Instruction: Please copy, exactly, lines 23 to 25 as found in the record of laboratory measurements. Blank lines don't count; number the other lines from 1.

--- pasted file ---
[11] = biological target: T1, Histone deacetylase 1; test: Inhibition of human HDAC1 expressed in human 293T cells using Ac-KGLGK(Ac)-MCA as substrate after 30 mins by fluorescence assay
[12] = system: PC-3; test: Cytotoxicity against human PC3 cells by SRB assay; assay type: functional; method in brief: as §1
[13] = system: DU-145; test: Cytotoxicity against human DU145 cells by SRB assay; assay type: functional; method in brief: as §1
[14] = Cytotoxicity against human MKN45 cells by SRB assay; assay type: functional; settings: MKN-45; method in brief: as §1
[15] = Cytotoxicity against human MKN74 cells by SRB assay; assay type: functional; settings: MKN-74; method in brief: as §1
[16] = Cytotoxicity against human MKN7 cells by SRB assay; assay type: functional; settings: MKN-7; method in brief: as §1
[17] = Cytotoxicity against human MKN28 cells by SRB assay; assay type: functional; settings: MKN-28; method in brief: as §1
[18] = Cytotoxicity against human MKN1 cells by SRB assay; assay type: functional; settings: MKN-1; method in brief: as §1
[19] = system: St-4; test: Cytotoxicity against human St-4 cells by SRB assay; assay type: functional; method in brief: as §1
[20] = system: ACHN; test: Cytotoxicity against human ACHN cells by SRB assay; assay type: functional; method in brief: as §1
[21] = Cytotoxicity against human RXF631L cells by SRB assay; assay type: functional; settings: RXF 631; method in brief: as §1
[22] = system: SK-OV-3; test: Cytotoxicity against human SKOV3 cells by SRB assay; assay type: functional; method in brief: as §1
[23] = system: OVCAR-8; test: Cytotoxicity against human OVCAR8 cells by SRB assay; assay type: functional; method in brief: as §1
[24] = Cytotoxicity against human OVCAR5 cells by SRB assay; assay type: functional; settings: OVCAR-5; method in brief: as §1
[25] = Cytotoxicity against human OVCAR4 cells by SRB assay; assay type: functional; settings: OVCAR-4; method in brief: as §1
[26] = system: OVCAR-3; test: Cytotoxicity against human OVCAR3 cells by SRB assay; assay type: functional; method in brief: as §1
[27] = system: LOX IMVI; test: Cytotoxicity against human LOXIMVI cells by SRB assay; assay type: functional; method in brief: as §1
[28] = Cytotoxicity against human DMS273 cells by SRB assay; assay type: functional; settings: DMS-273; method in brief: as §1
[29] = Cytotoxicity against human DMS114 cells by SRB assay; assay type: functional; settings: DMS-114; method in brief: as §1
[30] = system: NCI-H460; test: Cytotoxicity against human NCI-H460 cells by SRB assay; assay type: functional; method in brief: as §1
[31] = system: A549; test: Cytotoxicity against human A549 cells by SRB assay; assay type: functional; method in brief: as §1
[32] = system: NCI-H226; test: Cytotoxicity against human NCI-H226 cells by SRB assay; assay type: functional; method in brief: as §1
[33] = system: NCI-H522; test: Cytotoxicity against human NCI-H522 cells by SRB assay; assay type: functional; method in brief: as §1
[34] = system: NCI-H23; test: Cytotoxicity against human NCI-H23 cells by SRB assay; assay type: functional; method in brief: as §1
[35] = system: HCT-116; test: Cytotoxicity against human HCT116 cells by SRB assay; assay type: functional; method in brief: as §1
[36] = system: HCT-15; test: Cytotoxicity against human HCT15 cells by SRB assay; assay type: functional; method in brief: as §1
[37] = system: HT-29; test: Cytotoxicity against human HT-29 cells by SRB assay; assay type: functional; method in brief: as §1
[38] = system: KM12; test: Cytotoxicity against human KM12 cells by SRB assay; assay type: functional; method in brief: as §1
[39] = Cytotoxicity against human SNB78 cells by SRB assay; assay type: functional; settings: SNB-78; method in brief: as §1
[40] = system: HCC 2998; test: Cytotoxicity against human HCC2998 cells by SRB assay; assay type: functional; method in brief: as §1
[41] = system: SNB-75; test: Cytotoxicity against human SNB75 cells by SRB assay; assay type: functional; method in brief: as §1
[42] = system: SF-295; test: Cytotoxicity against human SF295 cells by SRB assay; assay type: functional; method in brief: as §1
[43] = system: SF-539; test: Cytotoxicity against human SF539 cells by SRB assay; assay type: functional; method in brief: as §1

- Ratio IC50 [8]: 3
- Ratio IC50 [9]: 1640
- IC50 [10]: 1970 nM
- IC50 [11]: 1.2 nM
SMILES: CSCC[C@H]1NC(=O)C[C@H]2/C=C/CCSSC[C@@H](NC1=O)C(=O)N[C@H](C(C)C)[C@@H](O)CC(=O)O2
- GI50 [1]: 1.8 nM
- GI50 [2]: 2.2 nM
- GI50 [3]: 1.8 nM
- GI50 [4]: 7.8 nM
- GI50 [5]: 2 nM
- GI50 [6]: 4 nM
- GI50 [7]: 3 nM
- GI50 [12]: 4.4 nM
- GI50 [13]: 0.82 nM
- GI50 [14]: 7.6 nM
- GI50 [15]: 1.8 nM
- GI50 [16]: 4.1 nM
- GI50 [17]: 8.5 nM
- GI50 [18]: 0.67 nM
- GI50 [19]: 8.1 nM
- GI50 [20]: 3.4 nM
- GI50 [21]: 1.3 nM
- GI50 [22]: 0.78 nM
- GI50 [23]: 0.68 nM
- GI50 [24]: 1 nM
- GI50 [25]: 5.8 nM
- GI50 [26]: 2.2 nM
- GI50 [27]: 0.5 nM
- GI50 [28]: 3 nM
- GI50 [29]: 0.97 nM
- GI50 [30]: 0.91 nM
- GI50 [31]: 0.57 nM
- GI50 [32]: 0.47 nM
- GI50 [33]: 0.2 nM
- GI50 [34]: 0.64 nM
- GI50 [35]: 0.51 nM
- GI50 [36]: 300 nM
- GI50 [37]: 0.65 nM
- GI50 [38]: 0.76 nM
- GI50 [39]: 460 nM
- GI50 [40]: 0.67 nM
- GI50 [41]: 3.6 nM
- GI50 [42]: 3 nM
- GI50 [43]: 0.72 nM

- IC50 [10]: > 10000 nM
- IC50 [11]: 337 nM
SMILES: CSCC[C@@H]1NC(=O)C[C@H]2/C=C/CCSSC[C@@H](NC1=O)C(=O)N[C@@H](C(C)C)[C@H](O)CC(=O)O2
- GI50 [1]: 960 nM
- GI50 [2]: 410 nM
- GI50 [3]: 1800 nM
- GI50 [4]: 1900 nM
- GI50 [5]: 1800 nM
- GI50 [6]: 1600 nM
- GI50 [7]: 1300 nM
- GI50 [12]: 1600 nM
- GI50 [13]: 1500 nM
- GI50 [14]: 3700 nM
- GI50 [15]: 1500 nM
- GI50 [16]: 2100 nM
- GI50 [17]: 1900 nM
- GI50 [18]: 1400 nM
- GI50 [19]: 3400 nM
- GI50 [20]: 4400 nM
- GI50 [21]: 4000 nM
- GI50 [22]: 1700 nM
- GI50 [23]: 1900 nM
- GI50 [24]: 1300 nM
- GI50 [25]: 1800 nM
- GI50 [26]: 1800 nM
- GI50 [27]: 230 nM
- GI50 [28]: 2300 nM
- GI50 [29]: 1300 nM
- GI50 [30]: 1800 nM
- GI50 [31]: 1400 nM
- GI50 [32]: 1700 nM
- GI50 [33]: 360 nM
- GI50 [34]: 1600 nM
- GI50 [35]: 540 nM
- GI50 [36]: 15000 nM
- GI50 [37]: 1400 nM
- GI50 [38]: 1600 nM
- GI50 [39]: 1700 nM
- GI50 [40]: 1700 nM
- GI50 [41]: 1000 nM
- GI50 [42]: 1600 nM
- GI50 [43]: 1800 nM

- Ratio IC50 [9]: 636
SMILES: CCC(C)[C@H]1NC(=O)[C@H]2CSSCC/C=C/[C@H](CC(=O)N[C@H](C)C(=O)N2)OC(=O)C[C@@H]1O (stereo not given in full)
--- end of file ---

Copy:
[33] = system: NCI-H522; test: Cytotoxicity against human NCI-H522 cells by SRB assay; assay type: functional; method in brief: as §1
[34] = system: NCI-H23; test: Cytotoxicity against human NCI-H23 cells by SRB assay; assay type: functional; method in brief: as §1
[35] = system: HCT-116; test: Cytotoxicity against human HCT116 cells by SRB assay; assay type: functional; method in brief: as §1